Kirkmichael was a parish located in the former county of Ayrshire. Both county and parish ceased to exist following the Local Government (Scotland) Act 1974. The parish had an area of 65.1km2 (25.1 sq. miles) and had 5 neighbouring parishes: Dailly, Dalrymple, Kirkoswald, Maybole and Straiton.
The parish included the villages of Kirkmichael and Crosshill.
Kirkmichael is now located in the South Ayrshire Council Area, some 4 miles (6 km) east of Maybole and 8 miles (14 km) south of Ayr in South Ayrshire.
Kirkmichael Village is situated on the Dyrock Burn 3 miles (5 km) east of Maybole. Nearby stands Kirkmichael House.
Kirkmichael lies three miles east of Maybole and started life as the focus of a well populated rural parish served by its church. Today it is a largely white harled small village set amid the rolling hills of South Ayrshire, a ten-mile drive south of central Ayr.
Its origins date back to the 13th century when John de Gemmelstoun founded a church beside the Dyrock Burn here, which he dedicated to St. Michael. For much of its early life the village was called Kirkmichael of Gemilston, after its founder, but the name was eventually simplified.
The village church dates back to 1787 and is a fairly typical T-plan design intended to provide a large number of seats within a fairly small space, all exposed to the full force of the preacher's oratory.
The surrounding churchyard reflects its much greater age, though the attractive lich gate leading to it only dates back to 1702, according to the inscription on its bell. The lich gate was intended to accommodate mourners at funerals.
Kirkmichael focuses on two intersecting streets, largely occupied by white cottages built for hand-weavers in the 1790s. The most unusual building is the red stone McCosh Hall in Patna Road. This serves as the village hall and in 1898 was gifted to the village by James McCosh, President of Princeton University, whose family came from this part of Ayrshire. At the junction of Patna Road and Straiton Road lies the white-painted Kirkmichael Arms, a long one-storey village inn.
It has a pub, a restaurant and one post office.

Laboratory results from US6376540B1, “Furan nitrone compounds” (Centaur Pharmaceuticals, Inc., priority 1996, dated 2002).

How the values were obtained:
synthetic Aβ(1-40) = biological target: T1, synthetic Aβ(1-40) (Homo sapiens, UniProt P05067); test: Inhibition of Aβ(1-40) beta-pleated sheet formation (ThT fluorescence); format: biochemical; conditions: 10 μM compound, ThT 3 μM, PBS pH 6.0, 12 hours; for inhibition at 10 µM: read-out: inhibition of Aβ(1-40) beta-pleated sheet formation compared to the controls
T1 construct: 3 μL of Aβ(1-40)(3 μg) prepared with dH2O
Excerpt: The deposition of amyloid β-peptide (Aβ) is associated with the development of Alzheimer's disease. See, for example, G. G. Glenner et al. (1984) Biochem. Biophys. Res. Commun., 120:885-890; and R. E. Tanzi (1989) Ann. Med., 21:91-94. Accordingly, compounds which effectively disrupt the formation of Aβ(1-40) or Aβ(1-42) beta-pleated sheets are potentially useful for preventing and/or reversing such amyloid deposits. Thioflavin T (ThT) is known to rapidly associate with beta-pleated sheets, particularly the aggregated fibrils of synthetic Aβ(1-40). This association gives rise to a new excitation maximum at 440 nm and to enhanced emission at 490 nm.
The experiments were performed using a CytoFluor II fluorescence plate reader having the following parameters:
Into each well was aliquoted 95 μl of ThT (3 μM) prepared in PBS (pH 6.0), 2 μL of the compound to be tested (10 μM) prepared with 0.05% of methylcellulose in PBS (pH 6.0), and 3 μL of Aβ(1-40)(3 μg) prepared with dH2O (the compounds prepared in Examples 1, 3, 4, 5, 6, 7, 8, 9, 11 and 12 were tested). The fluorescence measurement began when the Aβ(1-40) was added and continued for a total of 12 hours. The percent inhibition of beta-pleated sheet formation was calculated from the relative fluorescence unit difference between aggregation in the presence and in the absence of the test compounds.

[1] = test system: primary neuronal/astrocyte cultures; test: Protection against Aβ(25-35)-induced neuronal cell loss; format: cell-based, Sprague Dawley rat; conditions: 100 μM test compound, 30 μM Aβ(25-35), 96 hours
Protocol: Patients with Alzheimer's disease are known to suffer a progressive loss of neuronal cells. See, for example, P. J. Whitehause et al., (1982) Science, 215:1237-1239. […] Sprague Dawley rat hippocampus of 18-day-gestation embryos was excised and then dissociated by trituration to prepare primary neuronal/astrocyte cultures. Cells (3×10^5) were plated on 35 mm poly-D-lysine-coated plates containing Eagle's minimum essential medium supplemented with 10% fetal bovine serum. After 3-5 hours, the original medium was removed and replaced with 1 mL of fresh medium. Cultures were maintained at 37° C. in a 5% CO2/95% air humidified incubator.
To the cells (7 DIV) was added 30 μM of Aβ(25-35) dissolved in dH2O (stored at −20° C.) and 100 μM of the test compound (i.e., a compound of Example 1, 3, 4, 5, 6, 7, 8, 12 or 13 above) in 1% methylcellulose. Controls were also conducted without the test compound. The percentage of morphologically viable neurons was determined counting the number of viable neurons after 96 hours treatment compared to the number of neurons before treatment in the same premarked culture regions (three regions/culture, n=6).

Sources for Old Parish Registers Records, Vital Records and Censuses
Notes for Ayrshire
Family History Societies covering Ayrshire include:
Old Parish Register Provision
Transcriptions of Gravestone Inscriptions
Pre-1855 Gravestone Inscriptions; an index for Carrick, Ayrshire edited by Alison Mitchell, and published in Edinburgh in 1988 by the Scottish Genealogy Society. This covers the parishes of Ballantrae, Barr, Colmonell, Barrhill cemetery, Old Dailly, New Dailly, Girvan, Kirkmichael, Kirkoswald, Crossraguel cemetery, Maybole, Straiton, Patna and Alloway (i.e. parts of South and East Ayrshire).
Pre-1855 Gravestone Inscriptions in Kilmarnock and Loudoun District edited by Alistair G. Beattie and Margaret H. Beattie and published in Edinburgh in 1989 (reprint) by the Scottish Genealogy Society. This covers burial grounds in the parishes of Dunlop, Stewarton, Fenwick, Kilmaurs, Kilmarnock, Riccarton, Galston and Loudoun (i.e., central Ayrshire excluding Ayr and its environs).
The Troon & Ayrshire FHS has published the following books of Monumental Inscriptions: Old Alloway, Coylton, Craigie, Crosbie (Troon), Dundonald, Monkton, Newton Green Cemetery (Ayr), Six Kyle graveyards (includes Barnweill, Culzean, Coodham, Fairfield, Newton-on-Ayr and St. Margaret's, John Street, Ayr), The Secessionist Graveyard (King Street, Ayr), St. Nicholas (Prestwick), St. Quivox, Symington, Wallacetown Cemetery (Ayr), Ayr Auld Kirk.
Further Sources of Reference
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